Back Over There: One American Time-Traveler, 100 Years Since the Great War, 500 Miles of Battle-Scarred French Countryside, and Too Man

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Product Details

St. Martin's Press
Publish Date
6.1 X 9.3 X 1.3 inches | 0.01 pounds

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About the Author

Richard Rubin is the author of the Back Over There from St. Martin's Press. He is also the author of The Last of the Doughboys: The Forgotten Generation and Their Forgotten World War and Confederacy of Silence: A True Tale of the New Old South, as well as scores of pieces for the New York Times, New York Times Magazine, The New Yorker, The Atlantic, and Smithsonian, among others. A fifth-generation New Yorker, he now lives in small-town Maine, which baffles his neighbors


"A journey back to the French rural landscape where so many American soldiers fell during World War I...a fine on-the-ground account of some of the iconic battles...An eloquent dive into World War I cemeteries, monuments, mines, and trenches." - Kirkus

"This is a fascinating book that brings to life the Great War's brutal trench warefare its lingering presence in rural France...This remarkable work of journalism reminds us of the hardships of that war and the bravery of those called upon to fight it." - The Missourian

"A century after the Great War, the battlefields of France are still littered with the evidence of the barbarous fighting--trenches, the abandoned foundations of destroyed villages, and shell fragments galore. But Richard Rubin doesn't pursue this subject merely to give new meaning to the genre of 'deep travel.' This thoroughly researched and entertaining narrative refreshes our understanding of a tragic war and will be welcomed by anyone who enjoys good writing and history." - Rinker Buck, author of The Oregon Trail: A New American Journey, and Flight of Passage

"Richard Rubin is a highly-skilled time-traveler whose passion and diligence make the haunted sites of the First World War yield up their amazing stories. By reminding us how real and how recent that war was he has produced an engrossing, important book." - Ian Frazier, author of Great Plains and Travels in Siberia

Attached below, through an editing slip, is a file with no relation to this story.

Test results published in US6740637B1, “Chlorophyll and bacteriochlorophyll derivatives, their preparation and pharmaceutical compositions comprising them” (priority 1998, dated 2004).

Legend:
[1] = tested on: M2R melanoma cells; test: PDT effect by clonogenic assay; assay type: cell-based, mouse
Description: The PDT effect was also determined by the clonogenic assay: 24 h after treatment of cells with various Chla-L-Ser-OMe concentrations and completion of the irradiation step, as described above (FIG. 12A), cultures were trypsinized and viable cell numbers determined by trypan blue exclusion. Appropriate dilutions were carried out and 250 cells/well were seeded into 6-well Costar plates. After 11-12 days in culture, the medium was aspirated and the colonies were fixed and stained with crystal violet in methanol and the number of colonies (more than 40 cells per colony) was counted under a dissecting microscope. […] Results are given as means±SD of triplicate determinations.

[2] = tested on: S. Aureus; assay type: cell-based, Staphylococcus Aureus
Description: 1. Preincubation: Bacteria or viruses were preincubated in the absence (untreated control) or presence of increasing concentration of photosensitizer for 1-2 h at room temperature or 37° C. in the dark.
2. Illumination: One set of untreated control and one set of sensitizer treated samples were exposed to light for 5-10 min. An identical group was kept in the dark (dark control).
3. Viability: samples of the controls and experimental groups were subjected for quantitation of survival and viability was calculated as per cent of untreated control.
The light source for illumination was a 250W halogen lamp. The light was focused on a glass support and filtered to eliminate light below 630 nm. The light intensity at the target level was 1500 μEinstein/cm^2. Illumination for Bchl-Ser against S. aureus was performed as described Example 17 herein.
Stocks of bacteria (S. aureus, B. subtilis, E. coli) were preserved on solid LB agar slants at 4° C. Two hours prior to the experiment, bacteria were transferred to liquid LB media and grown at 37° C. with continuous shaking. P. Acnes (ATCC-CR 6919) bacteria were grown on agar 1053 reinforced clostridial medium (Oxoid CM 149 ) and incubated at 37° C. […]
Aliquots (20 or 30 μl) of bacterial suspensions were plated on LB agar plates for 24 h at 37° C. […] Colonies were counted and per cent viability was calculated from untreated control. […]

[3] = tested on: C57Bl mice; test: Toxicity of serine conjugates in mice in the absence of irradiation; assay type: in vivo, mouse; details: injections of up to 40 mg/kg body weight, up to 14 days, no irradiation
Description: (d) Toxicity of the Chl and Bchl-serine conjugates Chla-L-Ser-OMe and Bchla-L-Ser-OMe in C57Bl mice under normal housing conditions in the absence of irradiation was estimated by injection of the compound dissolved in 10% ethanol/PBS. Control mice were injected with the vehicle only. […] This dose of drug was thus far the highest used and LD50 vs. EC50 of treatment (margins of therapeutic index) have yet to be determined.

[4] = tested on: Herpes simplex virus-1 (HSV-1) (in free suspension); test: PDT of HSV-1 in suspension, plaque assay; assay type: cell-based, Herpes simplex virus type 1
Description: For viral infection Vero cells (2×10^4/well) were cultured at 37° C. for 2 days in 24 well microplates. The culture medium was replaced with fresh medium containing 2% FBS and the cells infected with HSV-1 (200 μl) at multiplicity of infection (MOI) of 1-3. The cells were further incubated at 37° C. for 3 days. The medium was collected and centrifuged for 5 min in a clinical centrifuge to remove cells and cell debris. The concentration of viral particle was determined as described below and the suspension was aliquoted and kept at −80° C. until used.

"Delightful may seem like a strange word for a book about war - but it's the word that came repeatedly to mind as I turned the pages of Richard Rubin's narrative of his adventures on the French and Belgian battlefields where Americans fought in the Great War. With vast erudition and effervescent style, Rubin brings to life what the Doughboys endured "over there" a century ago and what he experienced as he retraced their footsteps." - David Laskin, author of The Family: A Journey into the Heart of the 20th Century and The Long Way Home: An American Journey from Ellis Island to the Great War

"Back Over There is a thoughtful, emotional, engaging journey into the rich and sometimes forgotten history of WWI." - Susan Orlean, author of The Orchid Thief

"Back Over There is journalistic magic, somehow travelling back in time 100 years without leaving the present, in order to bring us a graphic portrayal of our tragic participation in World War I, the Great War that cost 116,000 American lives, and the great legacy that lives on even now. Richard Rubin has traveled the battlegrounds and combat villages of France and has given us not only a graphic portrayal of the bloody battles in the trenches, in the villages and in the air where fighter planes dueled and bombs dropped for the first time, but a moving portrayal of the eternally grateful French people who keep the memory alive to this day." - A.E. Hotchner, author of Hemingway in Love

"Richard Rubin has written a unique book--a combination of history and travelogue that restores the battlefields of WWI and the men who fought on them to remarkable, often heartbreaking life." - Thomas Fleming, author of The Illusion of Victory, America in World War I

"It was called the Great War, and it brought America--and millions of ordinary Americans--decisively into the wider world for the first time. We would never be the same again. But our entry into the conflict was a century ago--knowledge and memories fade. A keen student of the war, Richard Rubin set out on a journey along what were once the front lines in northern France. With an eye for compelling and sometimes chilling detail--the graffiti scrawled in tunnels, the rusted ordnance turned up by ploughs, the lonely grave of the last American killed--he has produced a personal account of historical discovery that is human and haunting, and written with literary flair. The First World War, we come to realize, is both distant enough to evoke the clashes of antiquity and recent enough to feel like yesterday." - Cullen Murphy, author of Are We Rome?